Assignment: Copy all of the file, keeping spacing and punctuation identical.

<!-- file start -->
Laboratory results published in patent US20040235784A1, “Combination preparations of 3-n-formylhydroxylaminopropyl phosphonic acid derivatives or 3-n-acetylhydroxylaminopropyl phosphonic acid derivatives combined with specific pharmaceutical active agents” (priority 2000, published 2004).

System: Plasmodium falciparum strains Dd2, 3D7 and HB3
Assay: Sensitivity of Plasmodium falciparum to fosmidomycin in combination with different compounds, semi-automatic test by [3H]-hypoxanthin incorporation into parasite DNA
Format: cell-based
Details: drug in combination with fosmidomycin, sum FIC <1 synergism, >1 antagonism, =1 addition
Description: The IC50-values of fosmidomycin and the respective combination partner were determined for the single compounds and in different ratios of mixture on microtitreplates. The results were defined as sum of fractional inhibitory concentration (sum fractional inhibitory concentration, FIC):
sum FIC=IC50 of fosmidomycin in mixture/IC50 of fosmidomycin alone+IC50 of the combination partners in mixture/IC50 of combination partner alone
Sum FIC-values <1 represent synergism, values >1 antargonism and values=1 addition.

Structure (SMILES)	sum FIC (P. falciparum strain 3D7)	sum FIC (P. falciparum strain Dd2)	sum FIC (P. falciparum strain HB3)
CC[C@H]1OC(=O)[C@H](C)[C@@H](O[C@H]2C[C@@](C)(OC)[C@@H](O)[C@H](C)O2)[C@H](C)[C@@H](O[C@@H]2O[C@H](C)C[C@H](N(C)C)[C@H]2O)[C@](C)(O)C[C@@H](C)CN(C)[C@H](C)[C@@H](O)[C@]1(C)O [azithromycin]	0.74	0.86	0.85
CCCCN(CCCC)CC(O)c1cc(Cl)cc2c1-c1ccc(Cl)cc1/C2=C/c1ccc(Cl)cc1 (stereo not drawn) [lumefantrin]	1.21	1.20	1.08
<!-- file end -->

Laboratory results published in patent US20040235784A1, “Combination preparations of 3-n-formylhydroxylaminopropyl phosphonic acid derivatives or 3-n-acetylhydroxylaminopropyl phosphonic acid derivatives combined with specific pharmaceutical active agents” (priority 2000, published 2004).

System: Plasmodium falciparum strains Dd2, 3D7 and HB3
Assay: Sensitivity of Plasmodium falciparum to fosmidomycin in combination with different compounds, semi-automatic test by [3H]-hypoxanthin incorporation into parasite DNA
Format: cell-based
Details: drug in combination with fosmidomycin, sum FIC <1 synergism, >1 antagonism, =1 addition
Description: The IC50-values of fosmidomycin and the respective combination partner were determined for the single compounds and in different ratios of mixture on microtitreplates. The results were defined as sum of fractional inhibitory concentration (sum fractional inhibitory concentration, FIC):
sum FIC=IC50 of fosmidomycin in mixture/IC50 of fosmidomycin alone+IC50 of the combination partners in mixture/IC50 of combination partner alone
Sum FIC-values <1 represent synergism, values >1 antargonism and values=1 addition.

Structure (SMILES)	sum FIC (P. falciparum strain 3D7)	sum FIC (P. falciparum strain Dd2)	sum FIC (P. falciparum strain HB3)
CC[C@H]1OC(=O)[C@H](C)[C@@H](O[C@H]2C[C@@](C)(OC)[C@@H](O)[C@H](C)O2)[C@H](C)[C@@H](O[C@@H]2O[C@H](C)C[C@H](N(C)C)[C@H]2O)[C@](C)(O)C[C@@H](C)CN(C)[C@H](C)[C@@H](O)[C@]1(C)O [azithromycin]	0.74	0.86	0.85
CCCCN(CCCC)CC(O)c1cc(Cl)cc2c1-c1ccc(Cl)cc1/C2=C/c1ccc(Cl)cc1 (stereo not drawn) [lumefantrin]	1.21	1.20	1.08